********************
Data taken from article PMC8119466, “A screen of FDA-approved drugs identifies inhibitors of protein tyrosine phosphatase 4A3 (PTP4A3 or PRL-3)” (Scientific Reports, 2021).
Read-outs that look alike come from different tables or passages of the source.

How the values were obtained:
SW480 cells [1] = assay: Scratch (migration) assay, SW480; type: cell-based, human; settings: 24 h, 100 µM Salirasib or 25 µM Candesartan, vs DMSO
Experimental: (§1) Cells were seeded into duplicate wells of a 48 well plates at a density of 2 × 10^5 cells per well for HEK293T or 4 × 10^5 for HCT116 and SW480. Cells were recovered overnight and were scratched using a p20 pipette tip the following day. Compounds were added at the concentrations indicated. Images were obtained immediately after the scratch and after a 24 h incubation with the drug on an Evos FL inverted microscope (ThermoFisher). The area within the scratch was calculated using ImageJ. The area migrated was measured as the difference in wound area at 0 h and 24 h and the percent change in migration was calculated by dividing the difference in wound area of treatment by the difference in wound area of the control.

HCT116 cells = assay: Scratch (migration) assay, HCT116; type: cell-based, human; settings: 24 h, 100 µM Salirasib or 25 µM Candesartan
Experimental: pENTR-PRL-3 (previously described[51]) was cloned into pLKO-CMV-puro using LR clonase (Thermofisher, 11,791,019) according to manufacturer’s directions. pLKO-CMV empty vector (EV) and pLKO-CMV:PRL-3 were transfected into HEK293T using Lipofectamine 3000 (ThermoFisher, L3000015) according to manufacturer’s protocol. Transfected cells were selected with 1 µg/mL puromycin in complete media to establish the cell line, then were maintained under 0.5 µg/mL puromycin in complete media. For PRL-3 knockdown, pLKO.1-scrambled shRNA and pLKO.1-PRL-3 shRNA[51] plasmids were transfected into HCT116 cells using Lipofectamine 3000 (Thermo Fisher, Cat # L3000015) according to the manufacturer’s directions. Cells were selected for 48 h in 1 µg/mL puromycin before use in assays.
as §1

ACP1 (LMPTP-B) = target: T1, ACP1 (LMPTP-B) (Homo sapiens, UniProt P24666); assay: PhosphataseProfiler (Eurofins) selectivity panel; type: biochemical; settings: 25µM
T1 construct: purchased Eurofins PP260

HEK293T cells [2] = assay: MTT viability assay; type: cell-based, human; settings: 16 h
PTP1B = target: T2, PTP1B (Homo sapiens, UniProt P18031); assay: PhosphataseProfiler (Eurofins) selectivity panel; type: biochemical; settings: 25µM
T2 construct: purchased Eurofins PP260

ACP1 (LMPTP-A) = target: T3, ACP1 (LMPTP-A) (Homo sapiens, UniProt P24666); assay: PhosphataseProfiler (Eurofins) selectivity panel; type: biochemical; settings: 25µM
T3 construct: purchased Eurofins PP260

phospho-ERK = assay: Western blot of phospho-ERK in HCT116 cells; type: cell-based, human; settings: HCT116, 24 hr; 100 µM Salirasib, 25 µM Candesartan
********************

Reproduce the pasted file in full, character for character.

Data taken from article PMC8119466, “A screen of FDA-approved drugs identifies inhibitors of protein tyrosine phosphatase 4A3 (PTP4A3 or PRL-3)” (Scientific Reports, 2021).
Read-outs that look alike come from different tables or passages of the source.

How the values were obtained:
SW480 cells [1] = assay: Scratch (migration) assay, SW480; type: cell-based, human; settings: 24 h, 100 µM Salirasib or 25 µM Candesartan, vs DMSO
Experimental: (§1) Cells were seeded into duplicate wells of a 48 well plates at a density of 2 × 10^5 cells per well for HEK293T or 4 × 10^5 for HCT116 and SW480. Cells were recovered overnight and were scratched using a p20 pipette tip the following day. Compounds were added at the concentrations indicated. Images were obtained immediately after the scratch and after a 24 h incubation with the drug on an Evos FL inverted microscope (ThermoFisher). The area within the scratch was calculated using ImageJ. The area migrated was measured as the difference in wound area at 0 h and 24 h and the percent change in migration was calculated by dividing the difference in wound area of treatment by the difference in wound area of the control.

HCT116 cells = assay: Scratch (migration) assay, HCT116; type: cell-based, human; settings: 24 h, 100 µM Salirasib or 25 µM Candesartan
Experimental: pENTR-PRL-3 (previously described[51]) was cloned into pLKO-CMV-puro using LR clonase (Thermofisher, 11,791,019) according to manufacturer’s directions. pLKO-CMV empty vector (EV) and pLKO-CMV:PRL-3 were transfected into HEK293T using Lipofectamine 3000 (ThermoFisher, L3000015) according to manufacturer’s protocol. Transfected cells were selected with 1 µg/mL puromycin in complete media to establish the cell line, then were maintained under 0.5 µg/mL puromycin in complete media. For PRL-3 knockdown, pLKO.1-scrambled shRNA and pLKO.1-PRL-3 shRNA[51] plasmids were transfected into HCT116 cells using Lipofectamine 3000 (Thermo Fisher, Cat # L3000015) according to the manufacturer’s directions. Cells were selected for 48 h in 1 µg/mL puromycin before use in assays.
as §1

ACP1 (LMPTP-B) = target: T1, ACP1 (LMPTP-B) (Homo sapiens, UniProt P24666); assay: PhosphataseProfiler (Eurofins) selectivity panel; type: biochemical; settings: 25µM
T1 construct: purchased Eurofins PP260

HEK293T cells [2] = assay: MTT viability assay; type: cell-based, human; settings: 16 h
PTP1B = target: T2, PTP1B (Homo sapiens, UniProt P18031); assay: PhosphataseProfiler (Eurofins) selectivity panel; type: biochemical; settings: 25µM
T2 construct: purchased Eurofins PP260

ACP1 (LMPTP-A) = target: T3, ACP1 (LMPTP-A) (Homo sapiens, UniProt P24666); assay: PhosphataseProfiler (Eurofins) selectivity panel; type: biochemical; settings: 25µM
T3 construct: purchased Eurofins PP260

phospho-ERK = assay: Western blot of phospho-ERK in HCT116 cells; type: cell-based, human; settings: HCT116, 24 hr; 100 µM Salirasib, 25 µM Candesartan